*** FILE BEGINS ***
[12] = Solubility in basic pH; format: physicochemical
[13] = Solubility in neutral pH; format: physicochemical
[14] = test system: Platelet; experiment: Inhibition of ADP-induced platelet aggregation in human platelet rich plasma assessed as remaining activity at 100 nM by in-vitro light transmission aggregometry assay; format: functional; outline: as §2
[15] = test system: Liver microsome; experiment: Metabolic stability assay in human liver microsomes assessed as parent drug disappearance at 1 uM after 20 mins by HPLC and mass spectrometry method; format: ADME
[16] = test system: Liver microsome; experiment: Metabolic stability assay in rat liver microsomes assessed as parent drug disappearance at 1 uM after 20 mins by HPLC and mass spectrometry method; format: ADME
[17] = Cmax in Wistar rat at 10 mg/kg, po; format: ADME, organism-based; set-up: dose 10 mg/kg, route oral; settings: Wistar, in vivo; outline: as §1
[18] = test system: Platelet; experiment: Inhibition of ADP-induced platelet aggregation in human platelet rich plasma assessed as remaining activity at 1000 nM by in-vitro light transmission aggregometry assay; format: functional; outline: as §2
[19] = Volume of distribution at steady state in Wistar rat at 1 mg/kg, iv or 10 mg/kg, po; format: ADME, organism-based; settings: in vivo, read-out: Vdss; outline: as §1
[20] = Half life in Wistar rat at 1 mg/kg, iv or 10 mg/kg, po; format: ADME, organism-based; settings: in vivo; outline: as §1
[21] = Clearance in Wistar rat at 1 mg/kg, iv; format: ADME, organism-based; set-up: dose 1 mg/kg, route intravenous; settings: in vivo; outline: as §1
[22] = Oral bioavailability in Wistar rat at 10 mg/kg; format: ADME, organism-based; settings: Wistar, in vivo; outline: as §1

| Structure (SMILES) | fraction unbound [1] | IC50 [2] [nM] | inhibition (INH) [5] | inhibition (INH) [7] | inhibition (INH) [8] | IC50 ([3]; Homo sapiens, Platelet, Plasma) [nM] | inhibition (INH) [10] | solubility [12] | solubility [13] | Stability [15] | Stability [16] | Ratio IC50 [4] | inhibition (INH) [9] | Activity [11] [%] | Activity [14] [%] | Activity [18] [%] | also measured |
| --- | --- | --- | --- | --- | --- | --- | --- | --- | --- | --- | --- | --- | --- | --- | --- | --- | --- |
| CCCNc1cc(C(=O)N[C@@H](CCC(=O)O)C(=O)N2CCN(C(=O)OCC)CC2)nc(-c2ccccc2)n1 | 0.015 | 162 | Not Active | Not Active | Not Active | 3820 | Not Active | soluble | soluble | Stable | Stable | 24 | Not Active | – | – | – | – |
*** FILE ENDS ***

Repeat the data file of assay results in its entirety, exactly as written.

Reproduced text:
[12] = Solubility in basic pH; format: physicochemical
[13] = Solubility in neutral pH; format: physicochemical
[14] = test system: Platelet; experiment: Inhibition of ADP-induced platelet aggregation in human platelet rich plasma assessed as remaining activity at 100 nM by in-vitro light transmission aggregometry assay; format: functional; outline: as §2
[15] = test system: Liver microsome; experiment: Metabolic stability assay in human liver microsomes assessed as parent drug disappearance at 1 uM after 20 mins by HPLC and mass spectrometry method; format: ADME
[16] = test system: Liver microsome; experiment: Metabolic stability assay in rat liver microsomes assessed as parent drug disappearance at 1 uM after 20 mins by HPLC and mass spectrometry method; format: ADME
[17] = Cmax in Wistar rat at 10 mg/kg, po; format: ADME, organism-based; set-up: dose 10 mg/kg, route oral; settings: Wistar, in vivo; outline: as §1
[18] = test system: Platelet; experiment: Inhibition of ADP-induced platelet aggregation in human platelet rich plasma assessed as remaining activity at 1000 nM by in-vitro light transmission aggregometry assay; format: functional; outline: as §2
[19] = Volume of distribution at steady state in Wistar rat at 1 mg/kg, iv or 10 mg/kg, po; format: ADME, organism-based; settings: in vivo, read-out: Vdss; outline: as §1
[20] = Half life in Wistar rat at 1 mg/kg, iv or 10 mg/kg, po; format: ADME, organism-based; settings: in vivo; outline: as §1
[21] = Clearance in Wistar rat at 1 mg/kg, iv; format: ADME, organism-based; set-up: dose 1 mg/kg, route intravenous; settings: in vivo; outline: as §1
[22] = Oral bioavailability in Wistar rat at 10 mg/kg; format: ADME, organism-based; settings: Wistar, in vivo; outline: as §1

| Structure (SMILES) | fraction unbound [1] | IC50 [2] [nM] | inhibition (INH) [5] | inhibition (INH) [7] | inhibition (INH) [8] | IC50 ([3]; Homo sapiens, Platelet, Plasma) [nM] | inhibition (INH) [10] | solubility [12] | solubility [13] | Stability [15] | Stability [16] | Ratio IC50 [4] | inhibition (INH) [9] | Activity [11] [%] | Activity [14] [%] | Activity [18] [%] | also measured |
| --- | --- | --- | --- | --- | --- | --- | --- | --- | --- | --- | --- | --- | --- | --- | --- | --- | --- |
| CCCNc1cc(C(=O)N[C@@H](CCC(=O)O)C(=O)N2CCN(C(=O)OCC)CC2)nc(-c2ccccc2)n1 | 0.015 | 162 | Not Active | Not Active | Not Active | 3820 | Not Active | soluble | soluble | Stable | Stable | 24 | Not Active | – | – | – | – |